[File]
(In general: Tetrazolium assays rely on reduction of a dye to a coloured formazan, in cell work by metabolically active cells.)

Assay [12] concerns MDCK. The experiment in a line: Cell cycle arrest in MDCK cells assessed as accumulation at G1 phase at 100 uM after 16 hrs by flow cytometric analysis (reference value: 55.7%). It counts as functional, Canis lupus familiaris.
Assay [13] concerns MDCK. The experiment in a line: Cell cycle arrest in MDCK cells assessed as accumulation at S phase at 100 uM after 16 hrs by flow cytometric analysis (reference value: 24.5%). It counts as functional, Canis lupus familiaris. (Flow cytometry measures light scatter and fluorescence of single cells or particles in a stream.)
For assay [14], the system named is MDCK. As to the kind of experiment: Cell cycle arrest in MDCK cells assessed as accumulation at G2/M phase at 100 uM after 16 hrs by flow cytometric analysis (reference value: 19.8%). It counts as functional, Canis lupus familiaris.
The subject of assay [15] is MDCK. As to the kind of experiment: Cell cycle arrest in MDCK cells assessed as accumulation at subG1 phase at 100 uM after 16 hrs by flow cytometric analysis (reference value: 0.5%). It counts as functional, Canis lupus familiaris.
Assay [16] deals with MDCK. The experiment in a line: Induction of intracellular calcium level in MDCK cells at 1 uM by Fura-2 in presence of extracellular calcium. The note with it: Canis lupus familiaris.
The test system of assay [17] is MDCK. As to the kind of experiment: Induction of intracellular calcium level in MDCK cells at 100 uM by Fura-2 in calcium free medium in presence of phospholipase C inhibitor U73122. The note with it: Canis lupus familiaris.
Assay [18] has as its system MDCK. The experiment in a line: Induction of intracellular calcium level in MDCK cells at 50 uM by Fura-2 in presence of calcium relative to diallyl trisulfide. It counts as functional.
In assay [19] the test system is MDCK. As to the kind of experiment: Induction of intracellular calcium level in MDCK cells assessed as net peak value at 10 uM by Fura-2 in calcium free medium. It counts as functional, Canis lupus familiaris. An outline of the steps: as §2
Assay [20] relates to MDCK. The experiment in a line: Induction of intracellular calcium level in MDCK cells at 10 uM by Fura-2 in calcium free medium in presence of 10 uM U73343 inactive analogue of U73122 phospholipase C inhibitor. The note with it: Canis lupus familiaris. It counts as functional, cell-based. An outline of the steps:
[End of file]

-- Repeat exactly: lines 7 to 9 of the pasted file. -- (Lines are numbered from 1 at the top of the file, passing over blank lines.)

The test system of assay [17] is MDCK. As to the kind of experiment: Induction of intracellular calcium level in MDCK cells at 100 uM by Fura-2 in calcium free medium in presence of phospholipase C inhibitor U73122. The note with it: Canis lupus familiaris.
Assay [18] has as its system MDCK. The experiment in a line: Induction of intracellular calcium level in MDCK cells at 50 uM by Fura-2 in presence of calcium relative to diallyl trisulfide. It counts as functional.
In assay [19] the test system is MDCK. As to the kind of experiment: Induction of intracellular calcium level in MDCK cells assessed as net peak value at 10 uM by Fura-2 in calcium free medium. It counts as functional, Canis lupus familiaris. An outline of the steps: as §2